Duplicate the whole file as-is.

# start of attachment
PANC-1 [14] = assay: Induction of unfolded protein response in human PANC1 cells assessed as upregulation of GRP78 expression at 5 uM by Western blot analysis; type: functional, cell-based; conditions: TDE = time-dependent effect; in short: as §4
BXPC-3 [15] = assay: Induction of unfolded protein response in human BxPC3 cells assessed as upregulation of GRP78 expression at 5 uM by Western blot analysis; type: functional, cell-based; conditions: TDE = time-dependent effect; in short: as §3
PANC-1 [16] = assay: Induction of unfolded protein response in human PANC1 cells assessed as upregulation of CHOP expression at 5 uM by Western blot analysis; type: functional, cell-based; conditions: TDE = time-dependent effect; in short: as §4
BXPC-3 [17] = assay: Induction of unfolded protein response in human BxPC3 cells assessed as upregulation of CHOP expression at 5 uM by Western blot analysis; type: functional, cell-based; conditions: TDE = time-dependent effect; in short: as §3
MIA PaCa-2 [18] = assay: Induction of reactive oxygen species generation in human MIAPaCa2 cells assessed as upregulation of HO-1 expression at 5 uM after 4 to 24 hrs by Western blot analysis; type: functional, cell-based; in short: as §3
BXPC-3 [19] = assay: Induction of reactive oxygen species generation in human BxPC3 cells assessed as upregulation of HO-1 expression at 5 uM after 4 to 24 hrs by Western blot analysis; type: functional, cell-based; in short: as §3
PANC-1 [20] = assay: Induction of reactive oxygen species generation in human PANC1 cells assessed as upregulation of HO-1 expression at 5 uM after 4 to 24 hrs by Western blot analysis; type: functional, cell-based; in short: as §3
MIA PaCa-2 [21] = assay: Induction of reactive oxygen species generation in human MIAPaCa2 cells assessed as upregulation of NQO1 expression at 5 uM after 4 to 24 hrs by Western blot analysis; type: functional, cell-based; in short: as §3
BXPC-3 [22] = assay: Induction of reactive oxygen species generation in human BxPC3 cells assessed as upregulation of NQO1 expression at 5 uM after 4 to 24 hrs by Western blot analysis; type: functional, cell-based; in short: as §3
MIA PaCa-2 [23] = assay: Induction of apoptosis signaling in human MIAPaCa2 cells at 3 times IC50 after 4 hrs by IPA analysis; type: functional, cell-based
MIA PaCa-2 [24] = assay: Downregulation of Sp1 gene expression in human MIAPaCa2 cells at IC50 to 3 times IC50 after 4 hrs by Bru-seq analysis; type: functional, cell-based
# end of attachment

PANC-1 [14] = assay: Induction of unfolded protein response in human PANC1 cells assessed as upregulation of GRP78 expression at 5 uM by Western blot analysis; type: functional, cell-based; conditions: TDE = time-dependent effect; in short: as §4
BXPC-3 [15] = assay: Induction of unfolded protein response in human BxPC3 cells assessed as upregulation of GRP78 expression at 5 uM by Western blot analysis; type: functional, cell-based; conditions: TDE = time-dependent effect; in short: as §3
PANC-1 [16] = assay: Induction of unfolded protein response in human PANC1 cells assessed as upregulation of CHOP expression at 5 uM by Western blot analysis; type: functional, cell-based; conditions: TDE = time-dependent effect; in short: as §4
BXPC-3 [17] = assay: Induction of unfolded protein response in human BxPC3 cells assessed as upregulation of CHOP expression at 5 uM by Western blot analysis; type: functional, cell-based; conditions: TDE = time-dependent effect; in short: as §3
MIA PaCa-2 [18] = assay: Induction of reactive oxygen species generation in human MIAPaCa2 cells assessed as upregulation of HO-1 expression at 5 uM after 4 to 24 hrs by Western blot analysis; type: functional, cell-based; in short: as §3
BXPC-3 [19] = assay: Induction of reactive oxygen species generation in human BxPC3 cells assessed as upregulation of HO-1 expression at 5 uM after 4 to 24 hrs by Western blot analysis; type: functional, cell-based; in short: as §3
PANC-1 [20] = assay: Induction of reactive oxygen species generation in human PANC1 cells assessed as upregulation of HO-1 expression at 5 uM after 4 to 24 hrs by Western blot analysis; type: functional, cell-based; in short: as §3
MIA PaCa-2 [21] = assay: Induction of reactive oxygen species generation in human MIAPaCa2 cells assessed as upregulation of NQO1 expression at 5 uM after 4 to 24 hrs by Western blot analysis; type: functional, cell-based; in short: as §3
BXPC-3 [22] = assay: Induction of reactive oxygen species generation in human BxPC3 cells assessed as upregulation of NQO1 expression at 5 uM after 4 to 24 hrs by Western blot analysis; type: functional, cell-based; in short: as §3
MIA PaCa-2 [23] = assay: Induction of apoptosis signaling in human MIAPaCa2 cells at 3 times IC50 after 4 hrs by IPA analysis; type: functional, cell-based
MIA PaCa-2 [24] = assay: Downregulation of Sp1 gene expression in human MIAPaCa2 cells at IC50 to 3 times IC50 after 4 hrs by Bru-seq analysis; type: functional, cell-based